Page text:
Finally one of the old beat up silver boats docked in front of me, and I asked for a lift to Vargas Island. They said there was nothing on Vargas. I explained to them I had just got off the phone with the lady from the inn on Vargas. They countered that there is no inn on Vargas. I once again called the woman at the inn on Vargas, and she explained she'd rather not have the native ferry drop me off... it seems they were trying to operate some sort of hidden resort 5 minutes off the coast of one of the most popular tourists spots on Vancouver Island. Alright... With no other options, and the only water taxi around, I jumped on with my gear, headed for my consolation prize: Flores Island.
I had been to Flores Island with my buddy Kyle, when we had toured the area last year, but we had stayed at a tiny hostel, in a three man town. I wasn't ready for the hustle and bustle of such a town, so I took my ride to a deserted beach on the other side of the island. Here again, with my keen sense of planning, I was bogged down with too much luggage. On my back was a duffel bag (I had forgot to bring a backpack when I left Toronto) filled with 50 lbs of camera gear, canned food and clothes. In my left hand was my trusty guitar. To my right, my tent. Seeing as there was no dock and it was a shallow beach, the guy tried to balance the boat just off the edge of an out cropping of rock. As the boat heaved back and forth in the wake, I somehow managed to jump on the barnacle and muscle covered rocks with no free hands, and bag that was far too heavy. I knew I was in trouble when I strained to get all my gear to a nice spot on the beach, for I knew what would be ahead of me when I departed. The only way off the island, was to hike through a rugged trail to reach the other side of the island. I had made this hike before, with just a small pack, and it was no picnic...
For the next couple of days I was left with the wilderness. On that first night I realized, how truly awful my packing/planning skills were. I had no flashlight. I had no sleeping pad. And I didn't bring any warm clothing. Neat. The challenge, however, made the trip worth it. I only stayed on that island for a couple of days, but by the end I felt like Tom Hanks in Castaway. But, without the volley ball. And my teeth were fine. Christ I've never even been nominated for an oscar.. With my only form of entertainment being myself on guitar (and I ain't no Django Reinhardt), I tried to keep myself busy. This didn't prove too hard, however, as I needed a whole lot firewood to keep warm, and without a flashlight, all the gathering had to be done before sunset.
When I had first arrived, there were a couple of passing kayakers who had warned me that the bears were quite active at this time of year. Not exactly the first thing you want to hear about a beach you'll be spending a good chunk of time alone on. Then to add to that warning I found a worn old sign, advising people not to feed the wolves, it's dangerous. You don't say.. On my second night I had the pleasure of meeting these wolves. I was by the campfire just after sunset, but not quite dark yet, playing guitar, as a pack of wild dogs passed within 20 feet of me. As they passed, the leader of the pack turned to look at me, not in any menacing way, but more curiosity.. For whatever reason, I wasn't too worried about them, it just seemed to fit the scenario. When a stray dog from the pack came brushing by me minutes later, however, I wasn't as brave as before. Aside from that, the only other encounter with wildlife were the huge salmon that were jumping in the ocean in front of me, and some unnerving sounds in the rainforest behind me.. thankfully I never found any source of such noises.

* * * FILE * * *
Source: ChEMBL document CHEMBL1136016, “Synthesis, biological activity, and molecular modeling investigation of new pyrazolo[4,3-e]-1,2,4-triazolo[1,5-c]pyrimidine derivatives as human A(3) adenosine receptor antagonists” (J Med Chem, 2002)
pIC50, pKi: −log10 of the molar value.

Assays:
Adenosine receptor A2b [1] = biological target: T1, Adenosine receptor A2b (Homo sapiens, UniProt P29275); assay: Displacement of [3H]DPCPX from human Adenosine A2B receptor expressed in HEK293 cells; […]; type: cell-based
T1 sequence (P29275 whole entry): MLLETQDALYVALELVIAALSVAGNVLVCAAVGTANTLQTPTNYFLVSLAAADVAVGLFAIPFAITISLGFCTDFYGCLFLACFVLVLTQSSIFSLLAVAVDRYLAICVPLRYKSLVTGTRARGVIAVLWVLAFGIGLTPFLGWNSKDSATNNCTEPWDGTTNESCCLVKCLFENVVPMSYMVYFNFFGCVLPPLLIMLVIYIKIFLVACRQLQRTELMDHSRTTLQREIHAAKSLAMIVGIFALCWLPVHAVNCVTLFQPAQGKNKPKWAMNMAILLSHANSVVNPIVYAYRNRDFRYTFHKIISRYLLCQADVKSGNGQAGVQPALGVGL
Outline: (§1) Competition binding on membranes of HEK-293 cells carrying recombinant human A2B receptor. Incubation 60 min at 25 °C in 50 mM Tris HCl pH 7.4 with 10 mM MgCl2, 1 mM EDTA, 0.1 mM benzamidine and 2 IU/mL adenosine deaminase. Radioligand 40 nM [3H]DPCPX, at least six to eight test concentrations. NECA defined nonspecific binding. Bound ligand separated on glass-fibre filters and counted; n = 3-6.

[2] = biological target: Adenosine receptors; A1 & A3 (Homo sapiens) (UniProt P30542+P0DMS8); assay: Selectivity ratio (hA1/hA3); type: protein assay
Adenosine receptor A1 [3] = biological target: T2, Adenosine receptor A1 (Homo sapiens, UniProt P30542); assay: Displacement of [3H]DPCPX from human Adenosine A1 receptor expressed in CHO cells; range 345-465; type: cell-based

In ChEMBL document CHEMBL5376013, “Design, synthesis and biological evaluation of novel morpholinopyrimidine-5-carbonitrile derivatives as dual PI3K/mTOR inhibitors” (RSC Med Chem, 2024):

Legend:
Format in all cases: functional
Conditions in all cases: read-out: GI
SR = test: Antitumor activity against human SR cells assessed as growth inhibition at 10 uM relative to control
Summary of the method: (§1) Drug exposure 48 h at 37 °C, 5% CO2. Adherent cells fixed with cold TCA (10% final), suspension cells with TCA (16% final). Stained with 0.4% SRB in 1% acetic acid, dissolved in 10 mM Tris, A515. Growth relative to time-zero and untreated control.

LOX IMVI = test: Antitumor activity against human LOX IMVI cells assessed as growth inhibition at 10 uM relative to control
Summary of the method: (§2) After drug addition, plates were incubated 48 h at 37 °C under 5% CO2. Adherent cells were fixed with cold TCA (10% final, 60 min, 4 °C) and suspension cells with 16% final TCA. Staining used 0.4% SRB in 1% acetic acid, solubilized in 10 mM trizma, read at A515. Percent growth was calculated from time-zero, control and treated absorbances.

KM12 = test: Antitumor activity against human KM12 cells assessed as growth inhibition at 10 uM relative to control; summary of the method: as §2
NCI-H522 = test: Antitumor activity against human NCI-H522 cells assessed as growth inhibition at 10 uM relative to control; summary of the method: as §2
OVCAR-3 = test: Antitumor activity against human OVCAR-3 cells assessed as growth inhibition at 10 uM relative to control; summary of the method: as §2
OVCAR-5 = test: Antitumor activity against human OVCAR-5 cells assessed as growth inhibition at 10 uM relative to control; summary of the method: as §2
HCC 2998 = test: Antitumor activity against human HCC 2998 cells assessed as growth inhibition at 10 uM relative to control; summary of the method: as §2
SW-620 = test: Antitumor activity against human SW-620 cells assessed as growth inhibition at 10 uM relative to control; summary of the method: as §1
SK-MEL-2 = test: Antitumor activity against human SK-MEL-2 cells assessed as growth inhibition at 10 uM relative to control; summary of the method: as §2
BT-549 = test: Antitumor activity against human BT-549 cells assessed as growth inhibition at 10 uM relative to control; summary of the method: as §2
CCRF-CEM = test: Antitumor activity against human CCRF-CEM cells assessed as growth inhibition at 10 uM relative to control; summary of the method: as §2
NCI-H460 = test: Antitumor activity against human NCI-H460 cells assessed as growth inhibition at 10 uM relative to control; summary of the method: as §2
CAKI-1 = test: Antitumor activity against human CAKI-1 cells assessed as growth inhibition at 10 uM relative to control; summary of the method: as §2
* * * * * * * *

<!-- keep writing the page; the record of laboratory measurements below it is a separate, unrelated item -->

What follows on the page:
By the third day, I was ready to move on, and packed my tent, and loaded my bags. This was the part of this little adventure, I wasn't looking forward to. The trail ahead of me was long. The last time I had traversed it, I had only a camera and a bottle of water, and I was exhausted by the end. This time I was completely loaded down. I don't think words can describe this hike, as it is as beautiful as it is complicated. It takes you through roots of massive cedars, over streams, logs, and a couple million cubic feet of thick muddy bog. With the straps of my duffel bag wrapped with socks, and both hands still occupied with guitar and tent, I started. By far the most stress I have ever put on my body. When I emerged from the forest, three or four hours had passed, and I had refinished my pants with mud to the knees. By the time I reached the little town, I was beat. I sat on the porch of the general store/post office/marina for a beer and a smoke. The rugged old bear of a man who works the store, listened to my story, and was either impressed or thought I was a moron for bringing all that stuff through the trail. Regardless, he acknowledged the task I had accomplished. After an hour of chatting with the locals, I caught the last water taxi back to Tofino, and checked into the hostel. As far as hostels go, the Whaler's on the Point is unbeatable. This again was a familiar stop from my previous trip. A hot shower and warm bed was all I was able to take advantage of that night. Best. Sleep. Ever.
With my last couple of bucks invested in breakfast and gas, I returned to Campbell river for the last time. Upon returning, I found my buddy had just become unemployed. This great news came after he had just totaled his truck a couple of weeks before. As we raised a glass to his misfortune, I received news from Toronto, that put me in bad shape. Misery loves company, I think is what they say. We weren't much of a pleasure to be around that night as we did our best to play the blues as best as a couple of white guys, who could easily be mistaken for hippies, could. That lasted for a couple of days, as my friends took pity on my financial situation and kept me fed and hazy. On the Monday a bit of money came in, and I said goodbye to me gracious hosts, and Vancouver Island. Just as the 2 hour drive returning to the ferry was spent feeling sorry for my self, the ferry trip itself did something to buoy my spirits. By the time I landed at Horseshoe Bay, I felt great. Hours before, I was on the brink of spending the next the week trading my car in for a dirty old van, and making my way home. Instead I dropped in on my old friend Adam from junior school, who was working out at Electronic Arts in Burnaby. Somehow we returned to where we had left off 12 odd years ago, going as far as to play some of the games from our youth. As it had been a decade ago, I was once again losing 10-0 in the second period of on an old version of NHL for the super nintendo. When I left his place, I  knew I was headed home.